The Fayette Tribune, Oak Hill, W.Va.

October 3, 2012

Smithers fire chief under investigation

By C.V. Moore
Register-Herald Reporter

SMITHERS — As a months-long State Police investigation into the possible misuse of funds by Smithers Fire Chief Tim Whittington unfolds, Fayette County continues to fund the department, though with a heavier hand than usual.

“We are providing services and funds to them, but they are not touching the funds,” says Fayette County Fire Coordinator Steve Cruikshank. “They send me an invoice and we write a check. They are not handling any county funds.”

Typically fire departments in the county pay their bills and then ask for reimbursement.

The state cut off funding from the department in 2011 because it did not follow rules for spending state grant money, according to media reports.

An audit of the department by the Post Audit Division of the state Legislature is ongoing, and Smithers remains shut out of state funding because it has not turned over all the financial information requested for the procedure.

The Kanawha County Commission, which has historically contributed funds to the department because it also answers calls across the county line, withheld funding this fall. They say the department will not share its financial statements with the county.

The town of Smithers has also washed its hands of the fire department and does not provide any funding or support.

Fayette County’s fire levy funds may well be the only source of money left for the department.

This levy period, $36,000 in county funds have been allocated to the Smithers fire department, according to Cruikshank.

In addition, he says the county performs expensive testing and maintenance of the department’s equipment. A recent test of a hose, for example, cost $40,000.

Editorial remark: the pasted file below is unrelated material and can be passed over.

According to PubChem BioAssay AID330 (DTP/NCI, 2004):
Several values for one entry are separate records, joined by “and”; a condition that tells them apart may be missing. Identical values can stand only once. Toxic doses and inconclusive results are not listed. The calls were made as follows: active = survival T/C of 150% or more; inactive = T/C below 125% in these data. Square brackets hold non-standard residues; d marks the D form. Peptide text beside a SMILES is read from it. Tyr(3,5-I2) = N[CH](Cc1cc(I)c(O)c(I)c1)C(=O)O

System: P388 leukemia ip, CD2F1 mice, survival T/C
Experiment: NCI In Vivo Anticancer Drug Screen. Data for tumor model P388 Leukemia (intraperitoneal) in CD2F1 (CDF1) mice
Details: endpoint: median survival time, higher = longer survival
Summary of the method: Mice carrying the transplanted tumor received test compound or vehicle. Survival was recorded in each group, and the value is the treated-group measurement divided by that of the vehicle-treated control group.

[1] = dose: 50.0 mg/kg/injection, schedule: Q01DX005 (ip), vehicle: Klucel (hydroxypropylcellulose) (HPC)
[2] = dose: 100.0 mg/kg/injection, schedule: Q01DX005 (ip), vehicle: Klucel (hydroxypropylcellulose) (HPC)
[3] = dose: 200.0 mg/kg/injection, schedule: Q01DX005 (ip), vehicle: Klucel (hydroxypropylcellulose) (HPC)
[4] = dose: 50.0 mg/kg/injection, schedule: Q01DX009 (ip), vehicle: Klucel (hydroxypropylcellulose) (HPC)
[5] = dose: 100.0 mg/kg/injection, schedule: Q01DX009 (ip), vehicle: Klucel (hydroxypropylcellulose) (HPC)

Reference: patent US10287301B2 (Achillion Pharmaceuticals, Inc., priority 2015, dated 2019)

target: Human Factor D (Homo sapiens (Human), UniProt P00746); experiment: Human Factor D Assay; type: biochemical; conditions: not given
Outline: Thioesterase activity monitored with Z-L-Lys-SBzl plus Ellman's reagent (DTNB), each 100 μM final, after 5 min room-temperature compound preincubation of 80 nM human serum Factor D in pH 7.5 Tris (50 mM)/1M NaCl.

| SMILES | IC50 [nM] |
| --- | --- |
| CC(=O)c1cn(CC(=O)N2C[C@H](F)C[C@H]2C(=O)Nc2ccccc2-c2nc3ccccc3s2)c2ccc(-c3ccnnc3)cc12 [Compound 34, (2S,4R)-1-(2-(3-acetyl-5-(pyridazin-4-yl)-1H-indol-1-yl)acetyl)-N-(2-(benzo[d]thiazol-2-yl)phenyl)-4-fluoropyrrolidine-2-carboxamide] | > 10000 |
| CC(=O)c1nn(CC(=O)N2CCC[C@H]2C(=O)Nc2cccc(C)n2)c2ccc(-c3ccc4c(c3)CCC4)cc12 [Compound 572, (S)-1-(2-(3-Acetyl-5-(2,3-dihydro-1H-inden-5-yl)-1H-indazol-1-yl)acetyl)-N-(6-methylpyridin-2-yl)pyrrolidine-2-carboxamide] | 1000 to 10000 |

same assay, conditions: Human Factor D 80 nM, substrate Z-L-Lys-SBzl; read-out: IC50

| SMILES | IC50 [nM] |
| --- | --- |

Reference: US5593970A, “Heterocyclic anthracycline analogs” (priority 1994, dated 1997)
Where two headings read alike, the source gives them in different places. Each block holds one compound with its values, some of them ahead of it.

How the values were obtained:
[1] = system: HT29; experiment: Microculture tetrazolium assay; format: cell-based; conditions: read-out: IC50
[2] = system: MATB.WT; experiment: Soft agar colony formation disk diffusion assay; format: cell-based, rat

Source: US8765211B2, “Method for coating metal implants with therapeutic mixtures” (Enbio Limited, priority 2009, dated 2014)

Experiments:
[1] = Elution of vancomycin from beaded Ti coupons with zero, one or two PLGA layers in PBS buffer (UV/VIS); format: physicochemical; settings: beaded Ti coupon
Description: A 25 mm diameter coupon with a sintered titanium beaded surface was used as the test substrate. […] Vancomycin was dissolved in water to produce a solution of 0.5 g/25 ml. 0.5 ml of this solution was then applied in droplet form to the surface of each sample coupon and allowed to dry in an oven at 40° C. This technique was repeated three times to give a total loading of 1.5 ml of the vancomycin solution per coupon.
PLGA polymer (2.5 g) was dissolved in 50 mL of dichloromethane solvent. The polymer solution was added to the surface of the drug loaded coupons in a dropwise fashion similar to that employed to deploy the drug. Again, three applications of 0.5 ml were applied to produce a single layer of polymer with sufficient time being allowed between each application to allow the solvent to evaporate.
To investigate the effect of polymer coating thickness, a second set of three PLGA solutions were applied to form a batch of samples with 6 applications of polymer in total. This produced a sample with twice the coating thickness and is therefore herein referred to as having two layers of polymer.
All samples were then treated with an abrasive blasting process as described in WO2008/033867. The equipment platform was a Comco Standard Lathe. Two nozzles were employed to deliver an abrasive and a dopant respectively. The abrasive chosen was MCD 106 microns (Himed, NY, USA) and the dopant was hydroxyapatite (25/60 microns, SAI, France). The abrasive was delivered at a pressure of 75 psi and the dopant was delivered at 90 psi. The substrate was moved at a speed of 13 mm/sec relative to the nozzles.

Cruikshank says he has not gotten “every bit of info” he wants from the department, but that his office has a “good handle” on the county funds currently being spent.

“But we’re not denying services to the fire departments. That would be, in effect, denying services to citizens,” he says.

“We’re concerned about the situation, and things have to run their course, but in the mean time ... there’s always going to be a response to the area. That’s not a problem.”

He says the Fayette County Office of Emergency Services is “monitoring the situation,” though the other agencies are conducting official investigations.

Cruikshank shut the department down in May because it did not have workers’ compensation coverage. The situation was remedied soon thereafter, and the station reopened.

John Lopez, a Smithers resident and Fayette County commissioner, says he has a high opinion of the fire chief and believes the State Police investigation will reveal that there’s more to the story.

“Until he’s proven guilty, I’m a believer that there was no foul play there,” he says.

“Until the facts are determined, the best thing I can say right now is that a lot of people have questions and evidently the department has not been forthcoming with the answers,” says Cruikshank.

The fire department’s business office phone has been disconnected. The State Police’s investigating officer could be reached for comment.

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